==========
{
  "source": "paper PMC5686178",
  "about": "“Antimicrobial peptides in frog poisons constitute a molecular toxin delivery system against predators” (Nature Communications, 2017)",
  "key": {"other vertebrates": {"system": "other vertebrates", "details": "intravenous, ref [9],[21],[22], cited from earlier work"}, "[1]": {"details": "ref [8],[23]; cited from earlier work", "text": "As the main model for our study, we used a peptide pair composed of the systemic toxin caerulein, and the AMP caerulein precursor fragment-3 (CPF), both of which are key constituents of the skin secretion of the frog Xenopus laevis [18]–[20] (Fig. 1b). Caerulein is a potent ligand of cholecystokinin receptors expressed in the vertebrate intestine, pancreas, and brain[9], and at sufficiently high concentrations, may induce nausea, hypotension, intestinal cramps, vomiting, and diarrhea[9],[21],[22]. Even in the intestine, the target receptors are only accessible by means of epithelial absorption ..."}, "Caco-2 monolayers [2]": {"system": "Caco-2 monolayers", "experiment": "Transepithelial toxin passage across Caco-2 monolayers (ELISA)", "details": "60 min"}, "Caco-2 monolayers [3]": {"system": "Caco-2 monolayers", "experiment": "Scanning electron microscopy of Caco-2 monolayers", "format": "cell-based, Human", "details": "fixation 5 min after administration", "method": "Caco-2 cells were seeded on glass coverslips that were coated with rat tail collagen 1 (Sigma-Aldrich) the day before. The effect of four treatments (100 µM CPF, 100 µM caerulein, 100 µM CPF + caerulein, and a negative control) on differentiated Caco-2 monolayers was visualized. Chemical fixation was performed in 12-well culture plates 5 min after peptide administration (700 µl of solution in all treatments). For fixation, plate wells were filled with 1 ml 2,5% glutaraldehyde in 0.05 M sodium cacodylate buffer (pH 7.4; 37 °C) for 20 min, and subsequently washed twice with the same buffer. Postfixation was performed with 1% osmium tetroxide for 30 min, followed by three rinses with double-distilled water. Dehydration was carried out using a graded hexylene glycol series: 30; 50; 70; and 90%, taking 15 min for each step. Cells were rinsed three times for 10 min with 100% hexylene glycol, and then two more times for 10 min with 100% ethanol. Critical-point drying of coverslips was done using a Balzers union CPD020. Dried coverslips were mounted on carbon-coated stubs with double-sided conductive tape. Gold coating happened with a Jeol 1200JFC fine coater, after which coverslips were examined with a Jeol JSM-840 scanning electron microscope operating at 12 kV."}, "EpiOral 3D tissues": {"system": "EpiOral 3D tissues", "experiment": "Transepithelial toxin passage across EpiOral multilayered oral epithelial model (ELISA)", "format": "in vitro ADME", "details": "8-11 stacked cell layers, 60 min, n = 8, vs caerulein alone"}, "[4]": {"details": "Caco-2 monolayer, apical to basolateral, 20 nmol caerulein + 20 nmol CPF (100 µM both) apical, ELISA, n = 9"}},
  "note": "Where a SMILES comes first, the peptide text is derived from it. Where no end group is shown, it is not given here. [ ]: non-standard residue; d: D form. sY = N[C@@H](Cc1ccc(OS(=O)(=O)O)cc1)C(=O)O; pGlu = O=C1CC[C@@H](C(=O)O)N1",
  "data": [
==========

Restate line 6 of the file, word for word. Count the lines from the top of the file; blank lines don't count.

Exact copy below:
  "data": [